To our best knowledge, this is the first paper to report the possible role of anxiolytic withdrawal in the genesis of pseudopheochromocytoma. Therefore, we emphasize that the termination of an anxiolytic therapeutic regimen may generate severe sympathetic overshooting resulting in life-threatening paroxysmal malignant hypertension and secondary encephalopathy. We emphasize that pseudopheochromocytoma can be diagnosed only after the exclusion of secondary causes of hypertension. Importantly, pheochromocytoma has to be safely ruled out. Besides the administration of alpha- and beta-blockers, we stress the importance of psychopharmacological and psychotherapeutic approach to this clinical entity.
A written informed consent was obtained from the patient for the publication of this paper and the accompanying images.
AP: has taken part in the observation and management of the patient in the ICU and has drafted the manuscript. GB: has taken part in the observation and management of the patient in the ICU and has drafted the manuscript. AE: has taken part in the observation and management of the patient in the ICU. LS: has participated in the observation and management of the patient. ÁC: has participated in the establishment of the diagnosis and the observation of the patient in the Emergency Room and has drafted the manuscript. SB: has analyzed the radiologic images. PK: has participated in the observation and management of the patient. DP: has participated in the observation and management of the patient. GyP: has participated in the observation and management of the patient. GyP: has participated in the observation and management of the patient. ZSz: has taken part in the observation and management of the patient in the ICU and has drafted the manuscript. All authors read and approved the final manuscript.
intensive care unit
Ordered Subset Expectation Maximization
proton pump inhibitor
Single-Photon Emission Computed Tomography
Kuchel O: Pseudopheochromocytoma. Hypertension 1985, 7: 151–158. 10.1161/01.HYP.7.1.151
Sharabi Y, Goldstein DS, Bentho O, Saleem A, Pechnik S, Geraci MF, Holmes C, Pacak K, Eisenhofer G: Sympathoadrenal function in patients with paroxysmal hypertension: pseudopheochromocytoma. J Hypertens 2007, 25: 2286–2295. 10.1097/HJH.0b013e3282ef5fac
Mann SJ: Severe paroxysmal hypertension (pseudopheochromocytoma). Curr Hypertens Rep 2008, 10: 12–18. 10.1007/s11906-008-0005-2
Hunt J, Lin J: Paroxysmal hypertension in a 48-year-old woman. Kidney Int 2008, 74: 532–535. 10.1038/ki.2008.6
Seck SM, Ka EF, Niang A, Diouf B: Pseudopheochromocytoma: an uncommon cause of malignant hypertension. Indian J Nephrol 2009, 19: 122–124. 10.4103/0971-4065.57111
Hamada M, Shigematsu Y, Mukai M, Kazatani Y, Kokubu T, Hiwada K: Blood pressure response to the Valsalva maneuver in pheochromocytoma and pseudopheochromocytoma. Hypertension 1995, 25: 266–271. 10.1161/01.HYP.25.2.266
Hickman PE, Leong M, Chang J, Wilson SR, McWhinney B: Plasma free metanephrines are superior to urine and plasma catecholamines and urine catecholamine metabolites for the investigation of phaeochromocytoma. Pathology (Phila) 2009, 41: 173–177.
Mackenzie IS, Brown MJ: Pseudopheochromocytoma. J Hypertens 2007, 25: 2204–2206. 10.1097/HJH.0b013e3282f0fdbc
Lenders JWM, Pacak K, Walther MM, Linehan WM, Mannelli M, Friberg P, Keiser HR, Goldstein DS, Eisenhofer G: Biochemical diagnosis of pheochromocytoma: which test is best? JAMA J Am Med Assoc 2002, 287: 1427–1434. 10.1001/jama.287.11.1427
Bravo EL: Evolving concepts in the pathophysiology, diagnosis, and treatment of pheochromocytoma. Endocr Rev 1994, 15: 356–368. 10.1210/edrv-15-3-356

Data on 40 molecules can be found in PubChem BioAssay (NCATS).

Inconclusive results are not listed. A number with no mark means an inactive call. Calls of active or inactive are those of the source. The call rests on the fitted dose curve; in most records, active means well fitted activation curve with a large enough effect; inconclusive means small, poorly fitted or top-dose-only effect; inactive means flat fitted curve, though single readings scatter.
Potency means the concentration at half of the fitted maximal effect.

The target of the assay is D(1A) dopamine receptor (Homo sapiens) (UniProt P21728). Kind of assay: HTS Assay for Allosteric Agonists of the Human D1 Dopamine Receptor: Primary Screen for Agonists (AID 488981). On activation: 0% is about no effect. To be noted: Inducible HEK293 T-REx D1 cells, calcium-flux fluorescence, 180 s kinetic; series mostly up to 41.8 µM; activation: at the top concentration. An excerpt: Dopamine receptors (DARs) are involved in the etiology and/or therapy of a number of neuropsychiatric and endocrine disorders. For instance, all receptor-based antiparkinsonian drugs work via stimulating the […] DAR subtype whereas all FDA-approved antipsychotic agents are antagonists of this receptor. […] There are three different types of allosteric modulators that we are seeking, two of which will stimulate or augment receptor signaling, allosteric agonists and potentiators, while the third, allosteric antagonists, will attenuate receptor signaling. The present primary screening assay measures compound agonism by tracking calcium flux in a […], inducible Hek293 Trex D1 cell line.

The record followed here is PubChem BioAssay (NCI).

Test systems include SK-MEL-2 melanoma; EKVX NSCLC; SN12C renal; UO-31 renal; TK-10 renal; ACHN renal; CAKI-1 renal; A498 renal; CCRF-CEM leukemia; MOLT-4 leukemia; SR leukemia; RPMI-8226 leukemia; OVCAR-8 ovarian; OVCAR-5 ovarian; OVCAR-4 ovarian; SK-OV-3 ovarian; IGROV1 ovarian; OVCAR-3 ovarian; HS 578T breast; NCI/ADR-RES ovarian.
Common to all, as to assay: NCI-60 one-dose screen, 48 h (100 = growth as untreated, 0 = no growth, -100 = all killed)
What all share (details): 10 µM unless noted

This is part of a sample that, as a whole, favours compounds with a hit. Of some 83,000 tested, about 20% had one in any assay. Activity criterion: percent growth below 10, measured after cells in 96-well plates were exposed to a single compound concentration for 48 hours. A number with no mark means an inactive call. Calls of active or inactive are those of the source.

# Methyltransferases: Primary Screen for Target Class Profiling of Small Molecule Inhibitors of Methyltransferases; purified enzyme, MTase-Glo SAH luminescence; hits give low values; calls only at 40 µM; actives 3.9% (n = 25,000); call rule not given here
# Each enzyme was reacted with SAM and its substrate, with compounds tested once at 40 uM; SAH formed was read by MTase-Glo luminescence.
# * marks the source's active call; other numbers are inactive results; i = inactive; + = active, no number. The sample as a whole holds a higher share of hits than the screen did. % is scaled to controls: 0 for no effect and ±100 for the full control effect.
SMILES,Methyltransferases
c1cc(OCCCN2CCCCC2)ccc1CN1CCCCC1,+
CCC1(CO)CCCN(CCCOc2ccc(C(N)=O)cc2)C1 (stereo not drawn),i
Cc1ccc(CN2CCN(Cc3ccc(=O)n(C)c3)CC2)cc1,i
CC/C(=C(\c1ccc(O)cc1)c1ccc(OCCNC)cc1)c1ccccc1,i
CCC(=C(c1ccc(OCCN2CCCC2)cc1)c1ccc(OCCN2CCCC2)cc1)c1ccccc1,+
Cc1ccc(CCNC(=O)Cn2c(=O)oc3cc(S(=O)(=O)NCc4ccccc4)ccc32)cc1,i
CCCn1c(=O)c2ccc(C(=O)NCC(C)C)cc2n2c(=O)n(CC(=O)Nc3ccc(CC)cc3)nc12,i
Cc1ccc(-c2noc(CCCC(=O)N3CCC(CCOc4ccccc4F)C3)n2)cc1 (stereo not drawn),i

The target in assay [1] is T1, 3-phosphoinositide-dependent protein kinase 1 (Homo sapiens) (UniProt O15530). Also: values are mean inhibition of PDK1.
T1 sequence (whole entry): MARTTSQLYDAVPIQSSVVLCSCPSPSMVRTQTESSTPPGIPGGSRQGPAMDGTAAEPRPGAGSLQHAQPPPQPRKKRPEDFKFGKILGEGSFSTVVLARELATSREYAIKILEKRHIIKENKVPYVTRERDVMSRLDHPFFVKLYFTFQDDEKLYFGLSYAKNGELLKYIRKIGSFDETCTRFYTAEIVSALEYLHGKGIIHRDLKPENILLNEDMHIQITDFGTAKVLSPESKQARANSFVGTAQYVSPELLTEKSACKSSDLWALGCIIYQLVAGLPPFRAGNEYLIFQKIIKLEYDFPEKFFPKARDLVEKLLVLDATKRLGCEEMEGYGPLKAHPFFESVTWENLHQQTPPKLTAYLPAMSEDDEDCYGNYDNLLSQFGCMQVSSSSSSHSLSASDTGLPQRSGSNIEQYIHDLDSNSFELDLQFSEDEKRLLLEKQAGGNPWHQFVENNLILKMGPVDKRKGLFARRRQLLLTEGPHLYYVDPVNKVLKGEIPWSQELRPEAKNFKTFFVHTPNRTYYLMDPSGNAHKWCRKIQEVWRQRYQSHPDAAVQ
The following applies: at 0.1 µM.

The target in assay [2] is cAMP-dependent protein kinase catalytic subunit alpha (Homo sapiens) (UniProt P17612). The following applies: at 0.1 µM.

Katon W, Roy-Byrne PP: Panic disorder in the medically ill. J Clin Psychiatry 1989, 50.
White WB, Baker LH: Episodic hypertension secondary to panic disorder. Arch Intern Med 1986, 146: 1129–1130. 10.1001/archinte.1986.00360180125020
Krentz AJ, Mikhail S, Cantrell P, Hill GM: Drug points: pseudophaeochromocytoma syndrome associated with clozapine. BMJ 2001, 322.
Zornitzki T, Knobler H, Schattner A: Reboxetine treatment and pseudopheochromocytoma. QJM Mon J Assoc Physicians 2007, 100: 61–62. 10.1093/qjmed/hcl134
Balon R, Ortiz A, Pohl R, Yeragani VK: Heart rate and blood pressure during placebo-associated panic attacks. Psychosom Med 1988, 50: 434–438. 10.1097/00006842-198807000-00010
Cameron OG, Lee MA, Curtis GC, McCann DS: Endocrine and physiological changes during ‘spontaneous’ panic attacks. Psychoneuroendocrinology 1987, 12: 321–331. 10.1016/0306-4530(87)90061-8
Fogarty J, Engel C, Russo J: Hypertension and pheochromocytoma testing: the association with anxiety disorders. Arch Fam Med 1994, 3: 55–60.
Manger WM, Gifford RWJ, Hoffman BB: Pheochromocytoma: a clinical and experimental overview. Curr Probl Cancer 1985, 9.
Pacak K, Linehan WM, Eisenhofer G, Walther MM, Goldstein DS: Recent advances in genetics, diagnosis, localization, and treatment of pheochromocytoma. Ann Intern Med 2001, 134: 315–329. 10.7326/0003-4819-134-4-200102200-00016
Zwanzger P, Rupprecht R: Selective GABAergic treatment for panic? Investigations in experimental panic induction and panic disorder. J Psychiatry Neurosci JPN 2005, 30: 167–175.
Rotzinger S, Vaccarino FJ: Cholecystokinin receptor subtypes: role in the modulation of anxiety-related and reward-related behaviours in animal models. J Psychiatry Neurosci JPN 2003, 28: 171–181.
Bowers ME, Choi DC, Ressler KJ: Neuropeptide regulation of fear and anxiety: implications of cholecystokinin, endogenous opioids, and neuropeptide Y. Physiol Behav 2012, 107.
The authors take the opportunity to express their appreciation to Professor Zoltán Szilvássy for his helpful assistance and critical remarks which have contributed to the improvement of the academic standards of the paper.
All authors declare that they have no competing interests.
About this article
Cite this article
Páll, A., Becs, G., Erdei, A. et al. Pseudopheochromocytoma induced by anxiolytic withdrawal. Eur J Med Res 19, 53 (2014). https://doi.org/10.1186/s40001-014-0053-9